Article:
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Cowanesque Indian Trail
Bradford County PA
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Tioga County PA
Article: Cowanesque Indian Trail
Township: Tioga County PA
Article by Chester P. Bailey
Photographer - Joyce M. Tice Nov. 2002 
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Cowanesque Indian Trail Played Part in Penn History

Written (undated) and Submitted by Chester P. Bailey

A newspaper clipping given to me recently indicates that Pennsylvania Rt. 49 was once the Forbidden Trail patrolled by the Iroquois Indians. The article dated February 5, 1952, in pencil, does not show newspaper name. It includes a picture of a large sign, the caption of which says, "Large signs such as this, showing entrance to the ‘Forbidden Trail’ have been placed on Rt. 49 at Coudersport, also near Lawrenceville. On the sign, Straight through for the Forbidden Trail Route 49, shortest distance to Elmira and points east."

The article, which follows, "The signs have real historical significance, as this short section of the route was so named from historical events nearly 200 years ago.

About 1760, three men Christian Frederick Post and John Hayes, along with their Delaware Indian guide, Teedyiscung, while traveling between Philadelphia and Fort Duquesne (now Pittsburg) were halted by an Iroquois.

"The Iroquois, Chief Nutimue whose name occurs frequently in old Colonial records halted the two whites and their guide at the Mingo Town (present Knoxville)."

"The three travelers were told that no white or other Indian tribe members were allowed to travel over the trail between the headwaters of the Susquehanna and the Allegany Rivers. The route was known as the Forbidden Trail, a passage through the Iroquois hunting grounds noted for its abundance of all kinds of wild game and fish."

"The Pennsylvania Historical Society has a marker at the Knoxville location, explaining the historical event."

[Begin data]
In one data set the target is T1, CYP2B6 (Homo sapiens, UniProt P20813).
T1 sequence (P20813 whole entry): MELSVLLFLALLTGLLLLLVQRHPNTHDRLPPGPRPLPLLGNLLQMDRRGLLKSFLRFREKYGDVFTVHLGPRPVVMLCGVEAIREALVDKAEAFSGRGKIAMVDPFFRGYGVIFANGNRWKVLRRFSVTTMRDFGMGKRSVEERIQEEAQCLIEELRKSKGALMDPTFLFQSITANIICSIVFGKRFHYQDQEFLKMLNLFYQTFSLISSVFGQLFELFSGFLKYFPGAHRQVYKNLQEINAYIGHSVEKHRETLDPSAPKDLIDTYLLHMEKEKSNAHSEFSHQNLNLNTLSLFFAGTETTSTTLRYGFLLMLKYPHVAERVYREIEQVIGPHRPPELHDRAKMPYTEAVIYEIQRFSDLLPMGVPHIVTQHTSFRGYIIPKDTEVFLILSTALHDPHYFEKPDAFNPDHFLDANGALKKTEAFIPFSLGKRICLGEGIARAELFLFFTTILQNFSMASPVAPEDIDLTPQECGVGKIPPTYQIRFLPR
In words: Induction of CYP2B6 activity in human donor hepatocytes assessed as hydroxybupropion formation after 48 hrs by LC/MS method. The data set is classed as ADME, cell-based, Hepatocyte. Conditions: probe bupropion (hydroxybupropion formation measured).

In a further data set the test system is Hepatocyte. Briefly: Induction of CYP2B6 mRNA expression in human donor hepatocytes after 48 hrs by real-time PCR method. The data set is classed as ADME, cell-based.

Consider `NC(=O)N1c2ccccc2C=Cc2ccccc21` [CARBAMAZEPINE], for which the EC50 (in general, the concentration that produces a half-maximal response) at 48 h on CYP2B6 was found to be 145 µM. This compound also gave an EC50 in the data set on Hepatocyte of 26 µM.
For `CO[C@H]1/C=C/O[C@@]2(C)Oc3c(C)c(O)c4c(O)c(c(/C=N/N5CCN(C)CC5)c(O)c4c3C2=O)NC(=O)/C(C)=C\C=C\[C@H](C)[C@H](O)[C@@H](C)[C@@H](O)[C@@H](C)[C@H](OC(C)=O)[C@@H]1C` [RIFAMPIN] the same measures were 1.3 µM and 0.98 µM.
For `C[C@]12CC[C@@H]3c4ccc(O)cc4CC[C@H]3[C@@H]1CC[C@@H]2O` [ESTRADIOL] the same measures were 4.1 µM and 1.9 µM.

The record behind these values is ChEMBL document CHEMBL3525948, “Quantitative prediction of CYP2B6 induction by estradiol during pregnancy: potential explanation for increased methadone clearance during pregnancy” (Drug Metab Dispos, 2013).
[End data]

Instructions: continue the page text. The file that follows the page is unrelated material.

We believe the billboard sign was a promotion for Rt. 49 east from Coudersport, but they used the wrong Trail name to promote it. The trail between Susquehanna headwaters and the Allegany would have been in Potter and McKean Counties, which leads to Port Allegany. There are state historical markers along that trail. As far as we find there was never a historical marker in Knoxville, according to State Historical Society. In our search recently for HISTORICAL MARKERS OF TIOGA COUNTY no reference of such markers on Rt. 49 were found.

After referring to Paul A. W. Wallace, INDIANS IN PENNSYLVANIA, we do not question the event occurring based on the following. "Christian Frederick Post a Moravian Missionary married to an Indian wife. He wrote in his ‘observation’ accompanying his second Journal of 1758 to the Allegheny, Teedyuscung was known as a Delaware King. He was not of chiefly lineage but because of his unusual abilities and influence among Indians became known to the white men as "King of the Delawares". Both men took part in the Peace Conference at Easton in 1756 to 1758. Teedyuscung joined the Moravians in 1750."

The treaty of Easton in 1758 brought peace between Pennsylvania on behalf of the Delawares. Both Teddyuscung and Post wanted the Delawares in the Ohio-Alleghany region to be aware of it, thus the journey across Northern Pennsylvania, Wallace says, "News of the peace treaty, which a brave Moravian, Christian Frederick Post, carried to the Ohio-Alleghany country detached many of the Indians there from the French". Fort Duquesne fell without a shot being fired in 1758.

This is not the first time that mistakes have been made in local history, mainly because of name changes in waterways and towns. M. O. Rolfe in his chronological History OLD TIOGA published in 1877, pointed out that. "In 1756 Teedyuscung compelled the Iroquois to acknowledge the independency of the Delawares. This took place on the present site of the town of TIOGA, in the valley of the Tioga." But in 1756 the valley of the Tioga was what we now know as the Chemung and the town was Tioga Point now Athens where the Chemung joins the Susquehanna
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